Sunday, October 6, 2013



Collects Amazing Spider-Man Nos. 414-416, Sensational Spider-Man Nos. 7-10, The Spectacular Spider-Man Nos. 235-239, Spider-Man Nos. 71-72, Spider-Man Team-Up No. 4, Spider-Man Unlimited No. 13, and selections from Amazing Spider-Man Annual '96 (cover dates June- November, 1996)

Writers: Todd Dezago, Tom DeFalco, Howard Mackie, James Felder, George Perez, and Ron Frenz

Artists: Pencilers- Sal Buscema, Luke Ross, Mark Bagley, John Romita, Jr., Joe Bennett, Darick Robertson, Mike Wieringo, Ron Garney, Ron Frenz, Steve Geiger, Dan Jurgens, and Brandon McKinney; Inkers- John Stanisci, Al Williamson, Larry Mahlstedt, Al Milgrom, Chris Ivy, Andrew Pepoy, Richard Case, John Romita, Sr., Randy Emberlin, Steve Montano, and Tom Palmer

Colorists: John Kalisz, Gregory Wright, Bob Sharen, Kevin Tinsley, Christie Scheele, Tom Smith, Malibu, and Graphic ColorWorks

Things start off strong in The Spectacular Spider-Man #235-236 with the return of an old favorite of mine, Will O' The Wisp. Wisp is being coerced by Doctor Jonas Harrow to steal a piece of technology for the Roxxon Corporation...a piece of advanced technology known as the living android, Dragon Man! I am a sucker for all of these classic scenarios, which Todd Dezago seamlessly weaved together.

There is a crime wave of B and C list villains going on, or so it seems. I won't spoil the identity of the true perpetrator, as it is one of the better subplots running through these issues. Another great subplot running through this book is the rush to fill the power vacuum left by the absence of the Kingpin.

Spider-Man Unlimited #13 completely sucks, from the cheesy artwork by the abysmal Joe Bennett to the horridly redesigned Scorpion costume to Jack Morelli's vomit-inducing hand lettering. Hand lettering is great when done right, a real lost art. Morelli is an argument for ComiCraft computerized lettering, though. Bennett's renditions of Luke Cage/Power Man and Iron Fist are crimes against humanity. I am dumber for having read this issue.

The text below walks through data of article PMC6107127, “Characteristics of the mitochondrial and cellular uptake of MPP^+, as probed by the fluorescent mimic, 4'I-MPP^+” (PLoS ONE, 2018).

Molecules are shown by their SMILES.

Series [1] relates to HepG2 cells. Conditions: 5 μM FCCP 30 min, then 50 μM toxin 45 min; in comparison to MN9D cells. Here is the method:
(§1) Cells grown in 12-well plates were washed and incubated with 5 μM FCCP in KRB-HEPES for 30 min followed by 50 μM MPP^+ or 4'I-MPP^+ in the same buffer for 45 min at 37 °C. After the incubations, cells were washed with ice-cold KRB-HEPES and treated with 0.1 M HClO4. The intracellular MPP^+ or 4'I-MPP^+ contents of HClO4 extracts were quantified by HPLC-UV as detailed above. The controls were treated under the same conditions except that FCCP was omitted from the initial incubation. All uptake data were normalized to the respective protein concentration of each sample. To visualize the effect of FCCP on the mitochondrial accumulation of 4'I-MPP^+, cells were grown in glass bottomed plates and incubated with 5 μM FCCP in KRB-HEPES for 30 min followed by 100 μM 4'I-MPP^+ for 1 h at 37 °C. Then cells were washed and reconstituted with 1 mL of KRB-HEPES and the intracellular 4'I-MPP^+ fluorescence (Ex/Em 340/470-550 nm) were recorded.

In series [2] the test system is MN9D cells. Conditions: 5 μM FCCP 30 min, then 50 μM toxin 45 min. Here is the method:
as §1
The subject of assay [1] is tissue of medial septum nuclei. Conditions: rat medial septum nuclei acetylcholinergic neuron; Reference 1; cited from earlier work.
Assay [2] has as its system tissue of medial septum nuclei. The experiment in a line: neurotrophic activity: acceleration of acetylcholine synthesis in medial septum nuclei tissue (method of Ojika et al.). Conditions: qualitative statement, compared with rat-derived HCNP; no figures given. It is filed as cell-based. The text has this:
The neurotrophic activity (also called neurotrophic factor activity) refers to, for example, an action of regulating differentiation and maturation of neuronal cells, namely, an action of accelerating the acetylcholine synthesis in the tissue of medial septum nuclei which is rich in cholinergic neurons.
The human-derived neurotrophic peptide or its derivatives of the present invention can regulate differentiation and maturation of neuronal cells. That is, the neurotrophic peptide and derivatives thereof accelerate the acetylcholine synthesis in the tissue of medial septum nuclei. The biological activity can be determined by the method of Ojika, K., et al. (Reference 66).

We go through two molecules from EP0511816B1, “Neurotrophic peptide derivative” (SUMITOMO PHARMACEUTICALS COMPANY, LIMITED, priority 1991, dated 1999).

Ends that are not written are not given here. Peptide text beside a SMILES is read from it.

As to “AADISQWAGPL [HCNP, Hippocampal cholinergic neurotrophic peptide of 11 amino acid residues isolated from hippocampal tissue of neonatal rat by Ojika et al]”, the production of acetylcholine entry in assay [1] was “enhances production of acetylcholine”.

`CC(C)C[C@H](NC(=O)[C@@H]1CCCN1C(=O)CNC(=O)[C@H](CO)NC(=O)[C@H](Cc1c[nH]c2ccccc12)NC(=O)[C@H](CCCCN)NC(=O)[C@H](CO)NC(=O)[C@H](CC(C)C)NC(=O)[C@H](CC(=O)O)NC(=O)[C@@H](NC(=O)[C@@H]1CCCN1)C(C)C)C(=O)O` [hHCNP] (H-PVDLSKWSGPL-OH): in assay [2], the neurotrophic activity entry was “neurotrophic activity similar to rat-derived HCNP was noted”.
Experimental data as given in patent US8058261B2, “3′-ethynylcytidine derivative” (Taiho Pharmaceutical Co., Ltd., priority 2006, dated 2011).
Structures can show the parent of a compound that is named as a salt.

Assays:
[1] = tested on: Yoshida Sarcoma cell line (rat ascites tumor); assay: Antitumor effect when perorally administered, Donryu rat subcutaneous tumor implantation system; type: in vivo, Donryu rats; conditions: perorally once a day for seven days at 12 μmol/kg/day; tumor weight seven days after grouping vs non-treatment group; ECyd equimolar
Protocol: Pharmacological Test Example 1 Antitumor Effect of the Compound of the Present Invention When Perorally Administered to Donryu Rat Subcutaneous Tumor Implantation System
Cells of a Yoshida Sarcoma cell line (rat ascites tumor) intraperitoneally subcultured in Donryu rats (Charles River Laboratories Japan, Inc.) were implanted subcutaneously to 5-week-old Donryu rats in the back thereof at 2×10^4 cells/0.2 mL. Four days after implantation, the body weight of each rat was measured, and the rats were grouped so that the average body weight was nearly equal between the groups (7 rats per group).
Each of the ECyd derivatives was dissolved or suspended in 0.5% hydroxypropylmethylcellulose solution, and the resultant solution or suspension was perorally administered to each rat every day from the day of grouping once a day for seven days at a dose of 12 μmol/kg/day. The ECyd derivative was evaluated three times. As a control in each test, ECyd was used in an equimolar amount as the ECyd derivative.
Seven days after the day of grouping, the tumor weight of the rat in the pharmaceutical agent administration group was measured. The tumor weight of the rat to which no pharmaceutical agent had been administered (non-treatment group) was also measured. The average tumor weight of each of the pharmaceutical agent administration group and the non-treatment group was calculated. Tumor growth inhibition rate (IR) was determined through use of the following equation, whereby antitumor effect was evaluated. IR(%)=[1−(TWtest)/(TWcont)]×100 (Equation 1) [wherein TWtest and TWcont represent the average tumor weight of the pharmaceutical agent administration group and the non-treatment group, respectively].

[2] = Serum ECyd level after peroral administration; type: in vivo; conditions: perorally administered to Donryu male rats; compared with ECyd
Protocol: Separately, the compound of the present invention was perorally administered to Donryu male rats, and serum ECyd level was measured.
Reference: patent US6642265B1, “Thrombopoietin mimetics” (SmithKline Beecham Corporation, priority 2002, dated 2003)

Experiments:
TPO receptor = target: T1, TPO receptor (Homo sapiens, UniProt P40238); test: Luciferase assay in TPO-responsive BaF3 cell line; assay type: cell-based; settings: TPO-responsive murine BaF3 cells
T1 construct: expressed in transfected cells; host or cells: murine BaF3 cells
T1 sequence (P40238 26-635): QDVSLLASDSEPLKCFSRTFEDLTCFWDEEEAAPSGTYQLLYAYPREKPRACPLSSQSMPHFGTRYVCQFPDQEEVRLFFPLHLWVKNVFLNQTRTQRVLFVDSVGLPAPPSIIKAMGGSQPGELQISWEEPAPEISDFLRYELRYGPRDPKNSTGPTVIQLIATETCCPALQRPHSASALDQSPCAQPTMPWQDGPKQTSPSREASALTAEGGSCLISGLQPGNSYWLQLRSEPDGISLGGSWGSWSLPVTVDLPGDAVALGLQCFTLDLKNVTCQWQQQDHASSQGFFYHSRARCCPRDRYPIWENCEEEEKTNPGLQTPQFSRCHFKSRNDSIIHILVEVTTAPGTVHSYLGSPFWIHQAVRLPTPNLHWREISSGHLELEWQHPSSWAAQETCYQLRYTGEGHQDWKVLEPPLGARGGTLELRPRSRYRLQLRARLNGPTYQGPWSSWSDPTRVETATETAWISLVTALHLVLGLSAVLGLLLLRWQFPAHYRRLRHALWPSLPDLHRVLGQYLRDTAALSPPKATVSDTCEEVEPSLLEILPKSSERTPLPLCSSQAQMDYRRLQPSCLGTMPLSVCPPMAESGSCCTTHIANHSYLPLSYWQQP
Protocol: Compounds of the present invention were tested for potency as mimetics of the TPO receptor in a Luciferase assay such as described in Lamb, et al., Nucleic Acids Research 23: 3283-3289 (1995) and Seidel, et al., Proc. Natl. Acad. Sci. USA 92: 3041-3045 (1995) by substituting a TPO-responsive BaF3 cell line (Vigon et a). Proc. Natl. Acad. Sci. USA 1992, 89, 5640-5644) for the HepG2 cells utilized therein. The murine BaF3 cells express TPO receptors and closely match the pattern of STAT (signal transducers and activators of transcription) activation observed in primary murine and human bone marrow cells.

Newsarama recently did an article about the 10 greatest Spider-Man artists of all time. They did not list Sal Buscema, whose work is shown above. They DID list Humberto Ramos. It is apparent that they are smoking some of that medicinal stuff.

Spider-Man Team-Up #4 is a textbook example why the '90s get such a bad rap from comics fans. Spider-Man teams up with The Avengers, in all of their updated, extreme '90s glory. The Wasp is now a real, mutated human-wasp hybrid. Iron Man is now some time-displaced 19 year old version of himself. No, I don't get it, either. Yes, I unfortunately did buy Avengers: The Crossing Omnibus. No, I have no timetable on when I will read it to find out the whys and wherefores of it, and I'm not entirely sure that I even want to now. Part of me doesn't want to. Giant-Man has a crappy headgear/pouch-laden costume which was sadly the style at the time. Thor is a shirtless hippie with hair past his ass. On top of all of this, the story and artwork completely suck as well. These two issues nearly killed the book for me. I am a completist and am grateful to have the kitchen sink thrown in, but man did these two issues suck!

Mike Wieringo's artwork is a breath of fresh air. His style is a mixture of classic Marvel “house style” coupled with then-modern, almost Manga-esque flourishes. He passed away in 2007 at age 44 from an aortic dissection.

I really enjoyed the Onslaught crossover issues. I've read them before, and they hold up pretty well on their own, even without knowledge of the entire crossover. So long as you understand that something major is going on you can enjoy watching Spider-Man and Peter Parker battling Sentinels. I also enjoyed the return of Swarm, which was a logical follow-up to the fallout of Onslaught